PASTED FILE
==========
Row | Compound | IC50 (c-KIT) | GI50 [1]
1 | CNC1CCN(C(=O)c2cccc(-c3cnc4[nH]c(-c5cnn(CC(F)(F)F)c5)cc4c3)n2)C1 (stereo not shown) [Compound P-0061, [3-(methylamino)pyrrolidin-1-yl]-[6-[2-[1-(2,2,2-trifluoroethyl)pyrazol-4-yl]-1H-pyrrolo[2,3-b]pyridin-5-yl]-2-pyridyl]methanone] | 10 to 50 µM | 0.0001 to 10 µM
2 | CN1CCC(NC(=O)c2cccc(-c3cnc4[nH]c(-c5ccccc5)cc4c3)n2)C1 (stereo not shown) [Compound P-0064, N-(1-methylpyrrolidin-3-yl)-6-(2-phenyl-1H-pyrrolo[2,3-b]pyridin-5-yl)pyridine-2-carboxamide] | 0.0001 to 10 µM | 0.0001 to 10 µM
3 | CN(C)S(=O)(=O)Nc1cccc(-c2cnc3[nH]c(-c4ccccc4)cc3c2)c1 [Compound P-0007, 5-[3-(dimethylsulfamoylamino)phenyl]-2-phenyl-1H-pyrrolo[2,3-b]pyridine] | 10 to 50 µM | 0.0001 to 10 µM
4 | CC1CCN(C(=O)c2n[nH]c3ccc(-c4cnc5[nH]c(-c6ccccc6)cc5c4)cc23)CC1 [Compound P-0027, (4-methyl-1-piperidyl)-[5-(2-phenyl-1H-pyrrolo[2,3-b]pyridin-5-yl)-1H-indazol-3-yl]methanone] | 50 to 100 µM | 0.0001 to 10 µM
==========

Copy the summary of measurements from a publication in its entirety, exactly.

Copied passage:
Row | Compound | IC50 (c-KIT) | GI50 [1]
1 | CNC1CCN(C(=O)c2cccc(-c3cnc4[nH]c(-c5cnn(CC(F)(F)F)c5)cc4c3)n2)C1 (stereo not shown) [Compound P-0061, [3-(methylamino)pyrrolidin-1-yl]-[6-[2-[1-(2,2,2-trifluoroethyl)pyrazol-4-yl]-1H-pyrrolo[2,3-b]pyridin-5-yl]-2-pyridyl]methanone] | 10 to 50 µM | 0.0001 to 10 µM
2 | CN1CCC(NC(=O)c2cccc(-c3cnc4[nH]c(-c5ccccc5)cc4c3)n2)C1 (stereo not shown) [Compound P-0064, N-(1-methylpyrrolidin-3-yl)-6-(2-phenyl-1H-pyrrolo[2,3-b]pyridin-5-yl)pyridine-2-carboxamide] | 0.0001 to 10 µM | 0.0001 to 10 µM
3 | CN(C)S(=O)(=O)Nc1cccc(-c2cnc3[nH]c(-c4ccccc4)cc3c2)c1 [Compound P-0007, 5-[3-(dimethylsulfamoylamino)phenyl]-2-phenyl-1H-pyrrolo[2,3-b]pyridine] | 10 to 50 µM | 0.0001 to 10 µM
4 | CC1CCN(C(=O)c2n[nH]c3ccc(-c4cnc5[nH]c(-c6ccccc6)cc5c4)cc23)CC1 [Compound P-0027, (4-methyl-1-piperidyl)-[5-(2-phenyl-1H-pyrrolo[2,3-b]pyridin-5-yl)-1H-indazol-3-yl]methanone] | 50 to 100 µM | 0.0001 to 10 µM